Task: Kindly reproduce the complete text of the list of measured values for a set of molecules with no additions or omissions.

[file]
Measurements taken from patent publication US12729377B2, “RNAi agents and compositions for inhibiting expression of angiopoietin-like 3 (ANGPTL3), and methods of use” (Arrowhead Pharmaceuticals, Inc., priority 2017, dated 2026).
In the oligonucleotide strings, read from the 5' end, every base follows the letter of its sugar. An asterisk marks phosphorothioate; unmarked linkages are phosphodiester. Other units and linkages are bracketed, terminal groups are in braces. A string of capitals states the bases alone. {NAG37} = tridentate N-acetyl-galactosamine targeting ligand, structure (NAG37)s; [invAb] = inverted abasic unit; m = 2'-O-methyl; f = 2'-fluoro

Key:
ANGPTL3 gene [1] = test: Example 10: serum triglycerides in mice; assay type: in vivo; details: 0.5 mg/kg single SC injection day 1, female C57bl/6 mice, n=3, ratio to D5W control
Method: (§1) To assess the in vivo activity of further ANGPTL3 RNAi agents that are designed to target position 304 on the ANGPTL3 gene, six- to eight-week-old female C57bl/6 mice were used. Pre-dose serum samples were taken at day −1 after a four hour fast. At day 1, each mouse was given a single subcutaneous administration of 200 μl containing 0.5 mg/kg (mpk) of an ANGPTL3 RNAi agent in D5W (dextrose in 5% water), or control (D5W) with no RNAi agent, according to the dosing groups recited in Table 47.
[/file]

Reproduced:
Measurements taken from patent publication US12729377B2, “RNAi agents and compositions for inhibiting expression of angiopoietin-like 3 (ANGPTL3), and methods of use” (Arrowhead Pharmaceuticals, Inc., priority 2017, dated 2026).
In the oligonucleotide strings, read from the 5' end, every base follows the letter of its sugar. An asterisk marks phosphorothioate; unmarked linkages are phosphodiester. Other units and linkages are bracketed, terminal groups are in braces. A string of capitals states the bases alone. {NAG37} = tridentate N-acetyl-galactosamine targeting ligand, structure (NAG37)s; [invAb] = inverted abasic unit; m = 2'-O-methyl; f = 2'-fluoro

Key:
ANGPTL3 gene [1] = test: Example 10: serum triglycerides in mice; assay type: in vivo; details: 0.5 mg/kg single SC injection day 1, female C57bl/6 mice, n=3, ratio to D5W control
Method: (§1) To assess the in vivo activity of further ANGPTL3 RNAi agents that are designed to target position 304 on the ANGPTL3 gene, six- to eight-week-old female C57bl/6 mice were used. Pre-dose serum samples were taken at day −1 after a four hour fast. At day 1, each mouse was given a single subcutaneous administration of 200 μl containing 0.5 mg/kg (mpk) of an ANGPTL3 RNAi agent in D5W (dextrose in 5% water), or control (D5W) with no RNAi agent, according to the dosing groups recited in Table 47.